Consumer Price Indexes
By Michael J. Boskin
Measuring prices and their rate of change accurately is central to almost every economic issue, from the conduct of monetary policy to measuring economic progress (see economic growth) over time and across countries to the cost and structure of indexed government spending programs and taxes. Most of us are familiar with the prices of many things we purchase. We know what we paid recently for a pound of ground beef or a quart of milk. Renters know how much they pay in rent. Measuring prices, therefore, may seem simple and straightforward, but it is not.
The purpose of a price index is to summarize information on the prices of multiple goods and services over time. Consumer spending accounts for about two thirds of the U.S. gross domestic product (GDP). The Consumer Price Index (CPI) and the Personal Consumption Expenditure deflator (PCE) are designed to summarize information on the prices of goods purchased by consumers over time. In a hypothetical primitive society with only one good—say, one type of food—we would not need a price index; we would just follow the price of the one good. When there are many goods and services, however, we need a method for averaging the price changes or aggregating the information on the many different prices. The rate of change of prices—inflation—is important in both macro- and microeconomics. Estimating inflation and real growth, for example, requires measures of price changes, and in a flexible, dynamic modern market economy, obtaining accurate measures is complicated. A single large superstore may contain more than fifty thousand separately priced items. Within that individual store, new items are continually introduced and old items discontinued. The quality of many items improves in some objective way—greater energy efficiency, more durability, less maintenance, to name a few. Of course, many more items claim to have improved. When quality increases but the price stays the same, the real price has fallen. Even with modern scanner technology, summarizing what happened to prices in just one store over a period as short as one month is complicated. Doing so for the entire economy is vastly more complex.
To obtain information on various prices requires not only measuring the prices but also weighting the various components in the index. Weighting each price change equally would be simple but not very revealing. For example, if the price of red delicious apples fell by 5 percent and rent rose by 5 percent, such an index would suggest that there had been no change in the overall price level. But that would be silly. We need to “weight” the goods on which consumers spend more of their income more heavily than those on which they spend less.
The U.S. CPI and the Cost of Living
When economists try to measure the “true” inflation rate—the rate of change of prices—it is to answer the question, “How much more income would consumers need to be just as well off with a new set of prices as the old?” Thus, a cost-of-living concept is at the core of proper measures of prices and of changes in prices. This clearly involves tracking “substitution”—that is, how consumers respond to the changes in the relative prices of various goods. It also requires measuring quality-adjusted prices. One would not want to count as inflation a major improvement in quality that resulted in a tiny price increase.
Most traditional consumer price indexes, including the CPI in the United States, measure prices with a fixedweight system, taking the expenditure weights from some base period as given. Table 1 reports the most recent weights on very broad categories of goods from 2002; the Bureau of Labor Statistics (BLS) derives these weights from expenditure surveys that report how much consumers spent on different types of goods and services. For example, at a very broad level of aggregation, those weights are 15.6 percent for food, 6.0 percent for medical care, 40.9 percent for housing, 17.3 percent for transportation, and so on. Within each category, of course, are thousands of specific goods; for example, red delicious apples of a certain size and quality are a component of the apples subcategory, which is a component of fresh fruits, which in turn is a component of fresh fruits and vegetables.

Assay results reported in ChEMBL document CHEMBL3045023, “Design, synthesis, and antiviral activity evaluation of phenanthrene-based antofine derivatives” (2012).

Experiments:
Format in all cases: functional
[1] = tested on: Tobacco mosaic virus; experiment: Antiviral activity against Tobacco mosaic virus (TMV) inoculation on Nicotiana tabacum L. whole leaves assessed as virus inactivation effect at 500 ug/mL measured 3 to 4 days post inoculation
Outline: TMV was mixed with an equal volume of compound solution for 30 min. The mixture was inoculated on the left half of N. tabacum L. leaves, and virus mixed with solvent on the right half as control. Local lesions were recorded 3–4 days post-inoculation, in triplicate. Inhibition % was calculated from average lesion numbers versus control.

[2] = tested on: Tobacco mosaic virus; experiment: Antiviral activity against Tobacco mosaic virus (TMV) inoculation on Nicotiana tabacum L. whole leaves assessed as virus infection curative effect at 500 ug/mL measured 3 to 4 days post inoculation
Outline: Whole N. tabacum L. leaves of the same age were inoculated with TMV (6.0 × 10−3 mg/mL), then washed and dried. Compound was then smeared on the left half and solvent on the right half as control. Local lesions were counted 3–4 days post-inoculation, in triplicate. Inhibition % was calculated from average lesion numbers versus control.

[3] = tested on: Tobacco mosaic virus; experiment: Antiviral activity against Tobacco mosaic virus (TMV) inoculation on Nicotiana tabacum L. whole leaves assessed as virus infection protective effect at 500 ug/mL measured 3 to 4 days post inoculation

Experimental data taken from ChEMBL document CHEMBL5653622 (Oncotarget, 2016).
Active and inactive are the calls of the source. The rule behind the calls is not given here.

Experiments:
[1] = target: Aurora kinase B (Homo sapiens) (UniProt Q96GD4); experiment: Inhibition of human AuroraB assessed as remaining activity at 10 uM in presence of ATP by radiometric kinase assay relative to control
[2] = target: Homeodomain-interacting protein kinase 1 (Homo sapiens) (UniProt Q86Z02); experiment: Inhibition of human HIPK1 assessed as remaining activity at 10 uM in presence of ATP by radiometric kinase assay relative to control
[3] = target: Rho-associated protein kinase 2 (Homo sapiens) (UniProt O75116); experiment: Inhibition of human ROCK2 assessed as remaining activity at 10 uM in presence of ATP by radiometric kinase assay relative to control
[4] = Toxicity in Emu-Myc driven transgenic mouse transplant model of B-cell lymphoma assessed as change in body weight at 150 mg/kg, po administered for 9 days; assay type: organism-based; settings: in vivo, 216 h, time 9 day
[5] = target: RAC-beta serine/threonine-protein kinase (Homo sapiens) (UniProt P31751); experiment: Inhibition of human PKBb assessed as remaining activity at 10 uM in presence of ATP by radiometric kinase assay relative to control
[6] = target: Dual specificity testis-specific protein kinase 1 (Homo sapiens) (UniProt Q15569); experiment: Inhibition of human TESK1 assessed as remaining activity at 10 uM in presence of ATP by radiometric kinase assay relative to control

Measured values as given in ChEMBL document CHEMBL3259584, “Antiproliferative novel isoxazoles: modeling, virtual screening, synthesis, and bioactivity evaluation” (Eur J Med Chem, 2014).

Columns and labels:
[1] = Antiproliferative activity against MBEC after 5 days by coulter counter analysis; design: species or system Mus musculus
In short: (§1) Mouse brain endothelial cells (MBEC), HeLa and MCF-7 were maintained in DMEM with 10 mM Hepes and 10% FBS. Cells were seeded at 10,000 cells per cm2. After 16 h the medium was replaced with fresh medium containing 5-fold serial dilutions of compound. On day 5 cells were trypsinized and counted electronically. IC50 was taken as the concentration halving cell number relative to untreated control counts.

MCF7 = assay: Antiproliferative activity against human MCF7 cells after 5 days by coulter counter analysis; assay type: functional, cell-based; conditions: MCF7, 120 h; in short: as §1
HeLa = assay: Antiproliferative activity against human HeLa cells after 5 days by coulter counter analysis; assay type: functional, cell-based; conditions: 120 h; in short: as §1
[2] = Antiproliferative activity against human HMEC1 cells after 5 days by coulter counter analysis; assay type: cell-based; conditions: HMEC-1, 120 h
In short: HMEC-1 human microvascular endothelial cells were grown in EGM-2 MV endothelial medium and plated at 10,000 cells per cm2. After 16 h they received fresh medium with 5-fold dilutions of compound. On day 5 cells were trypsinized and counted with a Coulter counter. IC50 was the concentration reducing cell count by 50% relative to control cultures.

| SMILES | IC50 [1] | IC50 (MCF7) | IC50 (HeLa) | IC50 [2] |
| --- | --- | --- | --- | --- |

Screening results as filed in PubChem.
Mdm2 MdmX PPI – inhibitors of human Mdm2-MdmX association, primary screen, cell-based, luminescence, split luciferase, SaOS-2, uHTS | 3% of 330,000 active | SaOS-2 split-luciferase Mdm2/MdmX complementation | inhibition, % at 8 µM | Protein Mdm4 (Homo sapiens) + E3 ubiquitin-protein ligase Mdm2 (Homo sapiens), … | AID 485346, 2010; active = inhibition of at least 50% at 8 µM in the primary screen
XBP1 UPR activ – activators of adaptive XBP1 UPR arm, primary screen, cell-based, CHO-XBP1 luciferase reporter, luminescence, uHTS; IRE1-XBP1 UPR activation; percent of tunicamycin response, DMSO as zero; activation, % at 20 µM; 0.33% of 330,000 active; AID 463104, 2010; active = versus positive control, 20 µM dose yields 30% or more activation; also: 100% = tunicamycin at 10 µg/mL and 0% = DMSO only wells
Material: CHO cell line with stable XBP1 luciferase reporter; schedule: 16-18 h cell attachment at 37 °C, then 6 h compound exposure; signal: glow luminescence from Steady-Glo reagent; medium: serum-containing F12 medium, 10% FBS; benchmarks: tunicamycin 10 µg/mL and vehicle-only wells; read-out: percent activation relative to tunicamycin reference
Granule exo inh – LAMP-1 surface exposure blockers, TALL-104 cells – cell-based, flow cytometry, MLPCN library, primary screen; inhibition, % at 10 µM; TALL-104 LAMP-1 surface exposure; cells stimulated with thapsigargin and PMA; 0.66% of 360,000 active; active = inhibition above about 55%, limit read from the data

|Food and beverages
|Away from home
|Housing (including utilities)
|Apparel and services
|Other (parts, repair, insurance, public transport)
|Education and communication
Consumer expenditure survey
Individual items may not add to totals because of rounding.
With these expenditure weights at hand, it still takes a high-quality, expensive operation to track the prices. And whose prices? For commodities purchased where and how? In the United States, there are two closely related consumer price indexes. One measures the change in a weighted average of consumer prices, with the base year expenditure weights, for a typical urban family, the socalled CPI-U. The other, not quite identical, construct is the CPI-W, which measures prices for urban wage and clerical workers. I focus here on the more widely cited CPI-U. Neither of these fixed-weight indexes accounts for substitution, the fact that consumers substitute away from goods whose prices increase more and toward goods whose prices increase less.1
The CPI serves, and should serve, many purposes. For example, the CPI is used to measure consumer inflation on a monthly basis; to make cost-of-living adjustments in Social Security, income tax brackets, and other government programs; to provide price data as inputs to the National Income and Product Accounts (although the Commerce Department now uses its own set of weights and methods to construct its PCE deflator from these raw data).
Figure 1 provides recent data on the U.S. CPI-U. The CPI-U sets the index = 100 for the years 1982–1984. As the figure shows, the pace of measured consumer inflation has slowed considerably relative to the 1970s and 1980s, has recently been running in very low single digits, and has had considerably less variation than in the high-inflation 1970s and early 1980s.
People change their spending patterns over time, and do so specifically in response to changes in relative prices. When the price of chicken increases, for example, people may buy more fish, and conversely. Hence the weights change, and a price index that fails to account for that—as does the fixed-weight base period CPI—overstates the true change in the cost of living.